Roots, Royal Exchange Theatre, Manchester

A life beyond a narrow horizon
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The Independent Culture

Jo Combes's production of Arnold Wesker's Roots for the Royal Exchange displays the same artful lightness of touch that the playwright needed as a pastry chef, before he embarked on what is now known as the Wesker Trilogy 50 years ago.

This is the story of Beatie Bryant (Claire Brown), who blossoms from an uneducated working-class girl into a woman able to express herself in a world of which she desperately wants to be a part. Those who don't know her tale may spend time, like Beatie's family, trying to imagine her oft-quoted, intellectual lover, Ronnie Kahn – the son from Wesker's previous play, Chicken Soup with Barley. Waiting for Rono is a mug's game, however, no matter how cunningly understated he is played here.

Liz Ascroft's design, a cluttered, period-piece room – the set nothing much but a kitchen sink – conjures an isolated cottage, surrounded by the reed beds of the Fens stretching far beyond its walls. The one living room doubles, confusingly, as the home of Mother Bryant and her elder daughter Jenny (Caroline Devlin). As we encounter them, each is trapped in a wearying life that seems to be passing in slow motion, every movement and noise magnified by the desperate boredom of long hours.

Returning to her Norfolk roots from London, the younger daughter, Beatie, passes the time before the eagerly awaited arrival of Ronnie boisterously cajoling her siblings and parents. With a jarring accent that veers dangerously between continents, far less counties, she nags her brother-in-law for his reluctance to question unfair working practices, shrilly resents her father's penny-pinching and regales them all with stories about the Jewish boy from whom she has discovered new ideas – as well as how to bake pastries.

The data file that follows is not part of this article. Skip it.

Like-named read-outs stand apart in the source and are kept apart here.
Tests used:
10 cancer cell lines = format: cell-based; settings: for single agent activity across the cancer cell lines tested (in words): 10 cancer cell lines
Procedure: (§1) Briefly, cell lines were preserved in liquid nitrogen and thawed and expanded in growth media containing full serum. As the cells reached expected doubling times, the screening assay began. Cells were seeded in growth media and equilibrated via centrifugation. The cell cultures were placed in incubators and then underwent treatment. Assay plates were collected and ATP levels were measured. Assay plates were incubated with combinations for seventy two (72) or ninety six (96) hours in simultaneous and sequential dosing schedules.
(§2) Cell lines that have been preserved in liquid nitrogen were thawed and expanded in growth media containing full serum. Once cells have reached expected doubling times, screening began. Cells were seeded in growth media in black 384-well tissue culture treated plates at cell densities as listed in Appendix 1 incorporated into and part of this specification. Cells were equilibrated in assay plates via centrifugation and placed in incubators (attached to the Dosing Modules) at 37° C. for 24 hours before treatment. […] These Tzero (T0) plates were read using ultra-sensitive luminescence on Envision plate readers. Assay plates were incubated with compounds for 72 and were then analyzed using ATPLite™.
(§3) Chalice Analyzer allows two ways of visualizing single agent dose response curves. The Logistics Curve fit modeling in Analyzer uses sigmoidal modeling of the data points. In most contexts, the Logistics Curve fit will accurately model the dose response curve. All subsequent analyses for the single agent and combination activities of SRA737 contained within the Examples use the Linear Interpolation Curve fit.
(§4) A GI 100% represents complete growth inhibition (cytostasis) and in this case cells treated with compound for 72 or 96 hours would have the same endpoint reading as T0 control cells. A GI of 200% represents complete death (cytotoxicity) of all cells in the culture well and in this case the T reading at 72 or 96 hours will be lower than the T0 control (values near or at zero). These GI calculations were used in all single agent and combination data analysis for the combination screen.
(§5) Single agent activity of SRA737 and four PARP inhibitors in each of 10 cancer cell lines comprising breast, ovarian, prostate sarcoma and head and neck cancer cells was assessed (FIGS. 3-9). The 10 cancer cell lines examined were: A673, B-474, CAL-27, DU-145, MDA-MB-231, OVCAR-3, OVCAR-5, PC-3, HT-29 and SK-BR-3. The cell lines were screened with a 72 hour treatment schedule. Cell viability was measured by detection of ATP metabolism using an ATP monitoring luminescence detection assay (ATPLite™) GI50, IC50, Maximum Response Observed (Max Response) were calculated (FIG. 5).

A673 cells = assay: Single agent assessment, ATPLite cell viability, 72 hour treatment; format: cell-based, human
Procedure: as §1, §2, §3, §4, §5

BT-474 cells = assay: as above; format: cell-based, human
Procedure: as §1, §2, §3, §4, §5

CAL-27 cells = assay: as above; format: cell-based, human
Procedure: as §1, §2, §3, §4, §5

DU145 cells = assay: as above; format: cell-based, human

Full of second-hand socialism and seduced by the limitless possibilities that art and classical music provide, Beatie berates her insular relations, despairing of their stagnant existence and contentment with second-hand pop songs and gossip.

In the part created in 1959 by Joan Plowright – and, in the Nineties television production, taken by Jane Horrocks – the promising young actress Claire Brown makes a strong impression as the irrepressible, frustrated Beatie. Stripping off and luxuriating in the family's tin bath, Brown's assuredness is highlighted by the discomfiture of her character's hidebound mother, Mrs Bryant (Denise Black). When, to the jaunty strains of the Farandole from Bizet's L'Arlésienne Suites, Beatie tries to broaden her mother's horizons, the young woman's vivacity is so infectious as to make you want to get up and join the dance.

Wearing her overalls like a second skin, Black gives a strong performance, rooted in menial drudgery and displaying a stubbornly resigned acceptance of her character's paltry lot. Emotions are firmly repressed around here. Each person's refusal to engage with issues and with each other drives Beatie to distraction and Brown to a dazzling performance in her final, liberating speech.

But Combes never allows Brown to swamp the no-less-finely detailed, if occasionally over-enthusiastic performances of the rest of the cast. John Cording as the neighbour on his last legs – still clinging to any spark of life he can grasp – sneezes with such vehemence that members of the audience on the nearby banquettes must fear that they may catch his virulent cold.

In this bleakly remote existence, where time is marked out by the distant sound of the bus, the arrival of the postman and minute changes in the soil, where tittle-tattle, indigestion and tabloid jokes are the extent of conversation, you find yourself willing Beatie to break free from her roots – with or without Ronnie.

To 1 March (0161-833 9833)

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